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Spark Magazine

What the hell is wrong...

What the hell
...with British graphic design these days? ‘Rebels’, a classification to which many designers aspire, regularly spout the old adage “Rules are made to be broken.”
pitchforks-what-the-hell
 

Archive Articles

Autumn 1999, Spark Magazine

richard-hayter

Richard Hayter

Richard, one time designer at Generator, was always a stickler for detail and not one to hold back when he spotted design work that fell below par. Richard has now moved on from our illustrious ranks and is currently Executive Creative Director at CST The Gate in London.

 

What the hell is wrong with British graphic design these days?

by Richard Hayter
From the Autumn 1999 issue of Spark Magazine
‘Rebels’, a classification to which many designers aspire, regularly spout the old adage “Rules are made to be broken.” Undoubtedly, this is sometimes true. Unfortunately, many British graphic designers seem to have adapted this old saying into “Rules are made to be completely ignored so that my work looks slapdash and half-arsed.”

In the last year or so, spark has noticed that those subtle details that make our job at once an enormous pain-in-the-arse, but which also separates us from the ‘d.t.p.’ armed hoards, are being ignored. It’s a return to the days when designers didn’t know that you could get proper apostrophes and en-dashes out of a Mac keyboard; it’s like 1989 all over again.

And I don’t just mean on the little jobs. Take a look at photo a. This foot mark features in the branding of a nationwide chain of wine bars; even in the 24" high neon lighting that forms it’s signage. It should, of course be an apostrophe – why didn’t anybody during the whole design, approval and construction process notice this? The designer in photo b has committed the same sin. This branding was produced for a footwear firm, moving into the ‘street-fashion’ market. Would the logotype have looked less ‘industrial’ using an apostrophe? The shame is, this mistake mars an excellent suite of labels and packs.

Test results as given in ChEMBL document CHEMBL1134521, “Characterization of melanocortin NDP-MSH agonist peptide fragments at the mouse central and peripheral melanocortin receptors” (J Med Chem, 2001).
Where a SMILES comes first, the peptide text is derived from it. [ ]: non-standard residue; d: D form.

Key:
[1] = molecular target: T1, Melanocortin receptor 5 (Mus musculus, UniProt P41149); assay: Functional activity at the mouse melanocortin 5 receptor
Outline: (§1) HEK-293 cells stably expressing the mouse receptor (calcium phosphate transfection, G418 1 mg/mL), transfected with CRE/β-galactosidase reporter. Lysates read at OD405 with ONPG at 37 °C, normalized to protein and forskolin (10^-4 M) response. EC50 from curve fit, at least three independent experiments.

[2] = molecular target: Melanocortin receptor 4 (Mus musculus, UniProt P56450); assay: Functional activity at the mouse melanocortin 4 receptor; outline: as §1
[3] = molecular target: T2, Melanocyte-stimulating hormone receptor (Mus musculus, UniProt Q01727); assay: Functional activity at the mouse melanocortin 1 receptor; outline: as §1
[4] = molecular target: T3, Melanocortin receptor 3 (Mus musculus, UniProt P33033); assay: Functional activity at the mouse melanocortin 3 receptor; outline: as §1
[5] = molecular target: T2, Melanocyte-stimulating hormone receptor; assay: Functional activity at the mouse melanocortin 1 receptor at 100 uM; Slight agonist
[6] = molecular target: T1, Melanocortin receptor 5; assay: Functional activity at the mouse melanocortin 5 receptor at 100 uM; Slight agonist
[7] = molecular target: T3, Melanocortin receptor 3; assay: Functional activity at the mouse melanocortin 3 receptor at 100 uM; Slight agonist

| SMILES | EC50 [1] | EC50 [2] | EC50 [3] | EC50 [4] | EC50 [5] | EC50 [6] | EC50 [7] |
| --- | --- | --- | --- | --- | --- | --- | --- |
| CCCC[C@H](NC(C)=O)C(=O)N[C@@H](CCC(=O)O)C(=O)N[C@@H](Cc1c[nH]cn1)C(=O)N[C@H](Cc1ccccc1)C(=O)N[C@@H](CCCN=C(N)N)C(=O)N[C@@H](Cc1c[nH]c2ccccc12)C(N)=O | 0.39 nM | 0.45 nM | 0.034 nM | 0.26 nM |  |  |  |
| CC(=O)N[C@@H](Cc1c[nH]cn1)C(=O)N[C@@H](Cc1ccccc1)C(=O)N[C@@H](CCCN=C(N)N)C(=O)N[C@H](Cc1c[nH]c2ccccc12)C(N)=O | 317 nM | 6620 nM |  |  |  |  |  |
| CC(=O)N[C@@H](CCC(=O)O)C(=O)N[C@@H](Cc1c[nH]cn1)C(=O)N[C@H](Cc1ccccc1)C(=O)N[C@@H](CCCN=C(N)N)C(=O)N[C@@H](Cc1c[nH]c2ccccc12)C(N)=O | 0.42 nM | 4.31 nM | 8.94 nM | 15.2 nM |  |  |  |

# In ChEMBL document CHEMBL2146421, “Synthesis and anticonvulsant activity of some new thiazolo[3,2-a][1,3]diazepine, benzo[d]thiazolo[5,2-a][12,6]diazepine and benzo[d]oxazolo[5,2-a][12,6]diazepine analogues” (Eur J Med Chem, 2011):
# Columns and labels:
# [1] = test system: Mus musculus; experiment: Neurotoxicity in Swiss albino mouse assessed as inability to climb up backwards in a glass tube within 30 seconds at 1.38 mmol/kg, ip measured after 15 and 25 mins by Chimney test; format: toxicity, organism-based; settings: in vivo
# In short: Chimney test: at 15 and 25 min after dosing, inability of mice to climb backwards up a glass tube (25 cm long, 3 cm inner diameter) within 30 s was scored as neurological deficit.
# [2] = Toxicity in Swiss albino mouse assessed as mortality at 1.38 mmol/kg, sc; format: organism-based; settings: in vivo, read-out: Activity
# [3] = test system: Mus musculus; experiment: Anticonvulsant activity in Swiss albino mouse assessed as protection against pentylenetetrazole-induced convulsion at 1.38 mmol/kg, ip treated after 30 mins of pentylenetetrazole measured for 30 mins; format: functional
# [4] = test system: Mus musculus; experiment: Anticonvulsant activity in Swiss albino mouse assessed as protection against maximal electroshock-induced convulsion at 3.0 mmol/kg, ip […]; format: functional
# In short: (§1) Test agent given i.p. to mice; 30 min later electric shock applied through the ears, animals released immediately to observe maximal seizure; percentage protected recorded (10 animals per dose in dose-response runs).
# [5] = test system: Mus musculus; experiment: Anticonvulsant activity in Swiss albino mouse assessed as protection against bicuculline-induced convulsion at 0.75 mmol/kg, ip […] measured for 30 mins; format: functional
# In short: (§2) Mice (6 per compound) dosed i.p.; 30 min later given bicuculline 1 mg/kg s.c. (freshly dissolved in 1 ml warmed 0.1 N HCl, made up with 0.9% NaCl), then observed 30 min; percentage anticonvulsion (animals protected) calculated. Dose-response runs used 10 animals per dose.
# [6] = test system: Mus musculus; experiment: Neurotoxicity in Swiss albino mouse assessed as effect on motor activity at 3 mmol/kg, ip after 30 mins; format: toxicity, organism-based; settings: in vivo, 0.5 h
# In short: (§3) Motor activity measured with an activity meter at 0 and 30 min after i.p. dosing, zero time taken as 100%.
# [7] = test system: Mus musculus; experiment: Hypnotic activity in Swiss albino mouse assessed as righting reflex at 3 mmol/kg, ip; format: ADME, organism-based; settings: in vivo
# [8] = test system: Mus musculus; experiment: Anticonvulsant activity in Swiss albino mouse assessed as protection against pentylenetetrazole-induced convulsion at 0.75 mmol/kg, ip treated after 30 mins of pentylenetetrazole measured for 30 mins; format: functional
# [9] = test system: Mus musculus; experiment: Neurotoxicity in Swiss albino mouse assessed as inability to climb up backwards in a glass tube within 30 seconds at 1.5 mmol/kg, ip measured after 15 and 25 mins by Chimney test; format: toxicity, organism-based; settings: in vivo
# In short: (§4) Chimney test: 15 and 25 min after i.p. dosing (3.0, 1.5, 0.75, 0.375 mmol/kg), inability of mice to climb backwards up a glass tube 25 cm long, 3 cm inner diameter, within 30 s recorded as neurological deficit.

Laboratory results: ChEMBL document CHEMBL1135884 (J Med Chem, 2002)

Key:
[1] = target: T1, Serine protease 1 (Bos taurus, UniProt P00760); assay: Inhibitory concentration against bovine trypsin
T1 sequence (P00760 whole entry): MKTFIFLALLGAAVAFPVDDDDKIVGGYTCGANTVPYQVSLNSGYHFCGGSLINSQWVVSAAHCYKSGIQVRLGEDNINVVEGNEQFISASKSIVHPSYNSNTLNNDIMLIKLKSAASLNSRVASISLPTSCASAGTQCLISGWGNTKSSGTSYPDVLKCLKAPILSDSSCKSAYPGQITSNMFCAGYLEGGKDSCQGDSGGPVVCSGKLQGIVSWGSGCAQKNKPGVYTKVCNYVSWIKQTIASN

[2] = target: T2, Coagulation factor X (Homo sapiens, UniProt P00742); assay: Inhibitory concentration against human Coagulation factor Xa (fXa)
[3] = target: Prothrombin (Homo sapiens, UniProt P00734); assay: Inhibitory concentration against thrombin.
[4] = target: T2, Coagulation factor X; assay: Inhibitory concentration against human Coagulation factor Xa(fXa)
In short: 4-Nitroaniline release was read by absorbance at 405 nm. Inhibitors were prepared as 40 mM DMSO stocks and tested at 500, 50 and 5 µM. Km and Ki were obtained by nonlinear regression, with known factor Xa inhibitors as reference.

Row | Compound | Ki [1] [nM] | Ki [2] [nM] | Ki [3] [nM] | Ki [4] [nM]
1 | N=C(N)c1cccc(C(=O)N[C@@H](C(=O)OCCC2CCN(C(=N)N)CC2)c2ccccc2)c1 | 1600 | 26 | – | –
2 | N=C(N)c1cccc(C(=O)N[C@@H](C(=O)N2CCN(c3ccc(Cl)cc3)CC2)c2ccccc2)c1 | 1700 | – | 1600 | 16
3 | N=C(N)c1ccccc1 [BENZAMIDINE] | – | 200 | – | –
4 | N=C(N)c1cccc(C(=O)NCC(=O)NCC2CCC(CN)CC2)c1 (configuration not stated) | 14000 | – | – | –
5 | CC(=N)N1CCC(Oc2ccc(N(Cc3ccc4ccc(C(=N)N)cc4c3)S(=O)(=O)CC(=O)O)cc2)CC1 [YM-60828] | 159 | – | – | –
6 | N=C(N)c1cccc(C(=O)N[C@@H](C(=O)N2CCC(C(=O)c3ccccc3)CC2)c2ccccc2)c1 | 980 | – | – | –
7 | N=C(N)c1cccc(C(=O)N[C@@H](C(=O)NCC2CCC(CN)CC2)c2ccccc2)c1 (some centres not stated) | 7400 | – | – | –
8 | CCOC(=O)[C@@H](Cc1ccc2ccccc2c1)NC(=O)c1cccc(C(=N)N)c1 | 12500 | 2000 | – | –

The same malaise is creeping into some of the UK’s usually peerless TV graphics, too. Not only are designers ignoring quotes and apostrophes, but has anyone actually tried to read programme times on a centred list?

It seems that ‘kerning’ has become a bit of a dirty word, too. I wouldn’t expect most designers to kern body copy, but headlines are a different matter. And what about headlines with dates (see photo c)? How can anyone leave that chasm between the ‘1’ and the ‘9’ in 1999?

 

What the hell...

It would be unfair to give the impression that all current British graphics are falling down when it comes to the detail – there’s a great mass of excellent work being produced in this country for clients from all over the world. However, spark is not alone in noticing this downturn (see ‘An Old Boy Looks Back’ on page 6). Maybe some of you will think things like this are unimportant – that the overall concept is what’s should dominate, not the fine detail. But surely, part of being a professional designer is that we understand that detail is what underpins the concept? Just about every job seems to be rushed these days – but really, how much time does it take to perform a ‘Find/Change’ for double spaces or hyphens that should be en-dashes, in QuarkXPress? Kerning headlines takes only a few minutes. Page layout and word processing software will automatically place the correct quotes and apostrophes in copy for you (with the exception of shortening dates – 1999 will become ‘99, when it should be ’99.)

Maybe it’s the latest crop of design graduates that are making these oversights. Maybe they just haven’t been taught about these things? The question needs to be asked “Why the hell not?” Why aren’t senior designers and art directors picking these things up and passing their knowledge on? If you have any answers or comments about this, or any other subject covered in spark, write or e-mail us. Get it off your chest!
 

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Wedding
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